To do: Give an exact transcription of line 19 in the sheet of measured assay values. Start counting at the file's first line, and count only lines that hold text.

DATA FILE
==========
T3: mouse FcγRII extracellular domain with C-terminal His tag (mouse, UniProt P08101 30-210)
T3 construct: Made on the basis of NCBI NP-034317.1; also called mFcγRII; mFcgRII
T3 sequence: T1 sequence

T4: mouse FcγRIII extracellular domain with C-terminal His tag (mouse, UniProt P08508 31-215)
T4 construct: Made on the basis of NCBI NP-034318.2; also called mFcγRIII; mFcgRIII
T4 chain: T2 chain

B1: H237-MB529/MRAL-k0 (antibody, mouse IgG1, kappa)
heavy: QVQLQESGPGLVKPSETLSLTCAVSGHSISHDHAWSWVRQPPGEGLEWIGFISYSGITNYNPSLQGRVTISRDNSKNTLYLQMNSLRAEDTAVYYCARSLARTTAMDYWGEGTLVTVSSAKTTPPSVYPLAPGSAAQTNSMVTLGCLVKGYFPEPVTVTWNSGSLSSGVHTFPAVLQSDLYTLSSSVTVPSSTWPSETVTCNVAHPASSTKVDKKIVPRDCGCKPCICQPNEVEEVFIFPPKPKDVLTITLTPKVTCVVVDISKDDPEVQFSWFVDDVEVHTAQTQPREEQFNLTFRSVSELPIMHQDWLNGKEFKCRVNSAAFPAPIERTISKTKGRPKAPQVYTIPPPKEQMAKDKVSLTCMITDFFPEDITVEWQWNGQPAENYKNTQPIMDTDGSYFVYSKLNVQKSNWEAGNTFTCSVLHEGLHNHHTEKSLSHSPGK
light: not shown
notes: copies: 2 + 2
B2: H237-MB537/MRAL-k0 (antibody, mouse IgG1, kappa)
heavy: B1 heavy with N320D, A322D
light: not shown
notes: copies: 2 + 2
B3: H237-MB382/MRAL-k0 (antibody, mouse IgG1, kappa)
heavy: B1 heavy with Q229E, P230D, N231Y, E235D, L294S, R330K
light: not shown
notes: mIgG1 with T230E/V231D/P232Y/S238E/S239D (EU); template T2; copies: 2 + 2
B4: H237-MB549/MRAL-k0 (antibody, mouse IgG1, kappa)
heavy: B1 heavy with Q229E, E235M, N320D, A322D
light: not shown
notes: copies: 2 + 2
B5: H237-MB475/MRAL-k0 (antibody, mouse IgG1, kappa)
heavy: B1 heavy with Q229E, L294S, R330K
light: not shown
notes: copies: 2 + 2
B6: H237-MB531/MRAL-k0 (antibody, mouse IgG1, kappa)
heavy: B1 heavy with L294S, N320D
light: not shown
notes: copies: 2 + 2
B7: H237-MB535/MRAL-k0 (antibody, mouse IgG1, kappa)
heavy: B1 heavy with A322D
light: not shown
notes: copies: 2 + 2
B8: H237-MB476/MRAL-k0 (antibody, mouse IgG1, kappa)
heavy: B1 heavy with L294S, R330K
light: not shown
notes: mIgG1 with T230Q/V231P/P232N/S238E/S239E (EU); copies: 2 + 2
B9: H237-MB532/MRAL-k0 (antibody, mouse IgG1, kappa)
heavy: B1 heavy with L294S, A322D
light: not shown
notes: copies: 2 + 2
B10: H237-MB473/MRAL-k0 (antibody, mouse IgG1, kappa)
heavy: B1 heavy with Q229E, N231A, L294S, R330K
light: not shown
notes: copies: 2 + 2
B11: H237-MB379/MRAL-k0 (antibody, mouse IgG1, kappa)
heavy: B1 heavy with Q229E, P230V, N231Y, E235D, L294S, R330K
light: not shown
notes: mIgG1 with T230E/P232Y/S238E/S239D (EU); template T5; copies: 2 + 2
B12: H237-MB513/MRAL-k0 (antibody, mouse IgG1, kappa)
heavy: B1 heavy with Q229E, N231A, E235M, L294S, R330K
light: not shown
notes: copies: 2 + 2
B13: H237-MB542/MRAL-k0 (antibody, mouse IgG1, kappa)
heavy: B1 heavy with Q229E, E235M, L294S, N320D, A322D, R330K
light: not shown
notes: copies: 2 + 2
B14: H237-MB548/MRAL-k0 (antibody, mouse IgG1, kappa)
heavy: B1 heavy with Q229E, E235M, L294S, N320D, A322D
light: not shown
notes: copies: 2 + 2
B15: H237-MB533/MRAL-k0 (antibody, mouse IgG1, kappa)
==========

B4: H237-MB549/MRAL-k0 (antibody, mouse IgG1, kappa)